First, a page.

Roger Cook Adams wrote the “Nestor of Ball Players” about his father in August 1939. Besides some facts about Doc’s contributions, it’s interesting how Roger Cook Adams highlighted how Doc’s passion for the game was invaluable to the early game,
The first five years of the existence of the Club were evidently the hardest. Enthusiasm waned and attendance lagged. There was no inter-club rivalry, and often Dr. Adams would go to Elysian Fields and find only two or three others present, compelling them to play “old cat, one or two as the case might be.” The continued existence of the Club was evidently largely due to the persistent efforts of Dr. Adams. He loved the game and nothing was too much trouble if it would promote the interests of the Club.
Mr. Spaulding, who wrote at length on the subject of base ball, always gave the Knickerbockers credit as the earliest club to play and develop the game, but also was inclined to poke fun at them on the ground that they emphasized the social side of club life almost as much as the athletic. This criticism certainly could not have applied to Dr. Adams. Fortunately he was a convincing speaker, and the many dinners that were held gave him his chance to keep up the enthusiasm in the early and most difficult days. The term “pep talk” would have meant nothing to him, but that undoubtedly was what the boys got.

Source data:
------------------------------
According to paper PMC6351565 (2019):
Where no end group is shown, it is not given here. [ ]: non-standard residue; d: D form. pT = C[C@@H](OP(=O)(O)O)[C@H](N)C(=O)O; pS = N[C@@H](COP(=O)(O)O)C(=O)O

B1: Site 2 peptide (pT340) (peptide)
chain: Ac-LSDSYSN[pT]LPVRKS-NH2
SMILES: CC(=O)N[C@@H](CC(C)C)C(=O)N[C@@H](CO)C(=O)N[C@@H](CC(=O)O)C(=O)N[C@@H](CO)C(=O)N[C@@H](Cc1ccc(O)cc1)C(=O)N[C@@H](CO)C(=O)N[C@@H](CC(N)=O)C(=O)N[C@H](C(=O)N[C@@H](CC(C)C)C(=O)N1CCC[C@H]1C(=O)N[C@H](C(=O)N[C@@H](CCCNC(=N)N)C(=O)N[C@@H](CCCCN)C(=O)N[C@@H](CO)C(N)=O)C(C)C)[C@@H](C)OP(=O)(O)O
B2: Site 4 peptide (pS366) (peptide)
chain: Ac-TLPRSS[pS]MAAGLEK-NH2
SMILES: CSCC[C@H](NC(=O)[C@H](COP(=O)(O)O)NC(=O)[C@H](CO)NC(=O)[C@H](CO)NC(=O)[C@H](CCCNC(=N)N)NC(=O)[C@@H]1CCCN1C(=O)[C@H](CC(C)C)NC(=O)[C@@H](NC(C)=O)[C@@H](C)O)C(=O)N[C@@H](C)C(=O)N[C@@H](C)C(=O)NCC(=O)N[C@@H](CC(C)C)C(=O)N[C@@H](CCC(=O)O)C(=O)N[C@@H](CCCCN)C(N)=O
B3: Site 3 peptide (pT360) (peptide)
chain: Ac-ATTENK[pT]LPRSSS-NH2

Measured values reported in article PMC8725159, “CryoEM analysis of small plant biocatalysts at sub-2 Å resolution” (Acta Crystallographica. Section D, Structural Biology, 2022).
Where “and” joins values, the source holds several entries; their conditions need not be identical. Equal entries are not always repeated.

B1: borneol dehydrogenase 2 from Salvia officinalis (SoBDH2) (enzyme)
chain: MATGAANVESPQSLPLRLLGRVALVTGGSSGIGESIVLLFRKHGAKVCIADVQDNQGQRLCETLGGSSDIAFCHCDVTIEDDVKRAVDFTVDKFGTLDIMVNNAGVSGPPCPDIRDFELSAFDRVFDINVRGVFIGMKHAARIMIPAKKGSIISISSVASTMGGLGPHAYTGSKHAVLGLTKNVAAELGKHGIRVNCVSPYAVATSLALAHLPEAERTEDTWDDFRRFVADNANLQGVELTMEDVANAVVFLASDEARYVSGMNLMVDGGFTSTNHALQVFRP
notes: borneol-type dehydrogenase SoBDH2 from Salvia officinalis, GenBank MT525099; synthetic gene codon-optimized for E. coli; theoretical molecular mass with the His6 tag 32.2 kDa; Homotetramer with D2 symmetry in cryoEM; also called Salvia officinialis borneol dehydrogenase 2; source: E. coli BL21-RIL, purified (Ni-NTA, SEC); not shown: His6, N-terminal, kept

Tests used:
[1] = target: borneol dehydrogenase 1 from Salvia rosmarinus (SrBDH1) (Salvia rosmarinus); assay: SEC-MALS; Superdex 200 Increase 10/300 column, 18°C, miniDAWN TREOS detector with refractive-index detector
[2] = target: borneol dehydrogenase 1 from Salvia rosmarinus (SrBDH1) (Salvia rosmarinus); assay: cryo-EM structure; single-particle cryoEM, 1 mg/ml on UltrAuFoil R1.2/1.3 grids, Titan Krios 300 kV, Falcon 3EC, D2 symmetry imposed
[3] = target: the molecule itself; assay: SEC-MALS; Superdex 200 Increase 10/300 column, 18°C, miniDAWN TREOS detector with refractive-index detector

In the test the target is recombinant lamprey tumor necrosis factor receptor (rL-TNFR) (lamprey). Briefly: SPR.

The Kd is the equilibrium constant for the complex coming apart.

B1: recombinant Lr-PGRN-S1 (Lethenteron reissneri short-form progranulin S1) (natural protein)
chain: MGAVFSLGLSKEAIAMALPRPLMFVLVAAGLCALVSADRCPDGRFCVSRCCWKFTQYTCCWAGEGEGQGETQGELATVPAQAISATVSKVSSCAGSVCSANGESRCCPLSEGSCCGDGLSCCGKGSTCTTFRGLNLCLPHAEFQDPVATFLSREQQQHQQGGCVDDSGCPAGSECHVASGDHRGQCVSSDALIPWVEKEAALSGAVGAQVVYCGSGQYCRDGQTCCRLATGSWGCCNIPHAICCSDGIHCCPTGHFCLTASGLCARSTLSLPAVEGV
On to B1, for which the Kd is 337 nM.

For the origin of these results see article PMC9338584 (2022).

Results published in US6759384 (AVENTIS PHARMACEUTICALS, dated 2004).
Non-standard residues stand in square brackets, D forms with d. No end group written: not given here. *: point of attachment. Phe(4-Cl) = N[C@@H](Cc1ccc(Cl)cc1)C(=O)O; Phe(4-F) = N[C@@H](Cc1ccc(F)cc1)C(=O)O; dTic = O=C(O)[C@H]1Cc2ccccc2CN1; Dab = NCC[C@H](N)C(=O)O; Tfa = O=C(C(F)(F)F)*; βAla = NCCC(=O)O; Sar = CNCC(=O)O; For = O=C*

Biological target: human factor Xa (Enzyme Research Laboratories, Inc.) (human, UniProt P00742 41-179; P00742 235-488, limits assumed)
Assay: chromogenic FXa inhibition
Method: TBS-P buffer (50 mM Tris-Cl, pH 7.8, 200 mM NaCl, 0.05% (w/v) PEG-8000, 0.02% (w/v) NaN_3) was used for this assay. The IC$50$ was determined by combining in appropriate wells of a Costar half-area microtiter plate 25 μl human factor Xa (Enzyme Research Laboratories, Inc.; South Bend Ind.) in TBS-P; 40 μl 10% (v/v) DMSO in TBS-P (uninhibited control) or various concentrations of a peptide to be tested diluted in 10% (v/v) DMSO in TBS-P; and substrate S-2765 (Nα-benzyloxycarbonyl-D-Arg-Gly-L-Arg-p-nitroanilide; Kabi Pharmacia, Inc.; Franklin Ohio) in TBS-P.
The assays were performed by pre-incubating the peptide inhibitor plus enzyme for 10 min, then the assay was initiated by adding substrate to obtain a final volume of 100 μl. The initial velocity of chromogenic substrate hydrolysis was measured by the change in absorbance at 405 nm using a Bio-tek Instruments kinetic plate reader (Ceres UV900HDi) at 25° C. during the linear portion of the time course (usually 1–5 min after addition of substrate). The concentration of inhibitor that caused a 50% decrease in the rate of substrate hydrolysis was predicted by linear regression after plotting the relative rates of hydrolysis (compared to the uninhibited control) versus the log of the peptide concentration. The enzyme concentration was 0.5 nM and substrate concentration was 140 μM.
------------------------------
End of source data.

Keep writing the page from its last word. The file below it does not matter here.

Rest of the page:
Roger Cook Adams recollections can be heard in this family interview from 1962.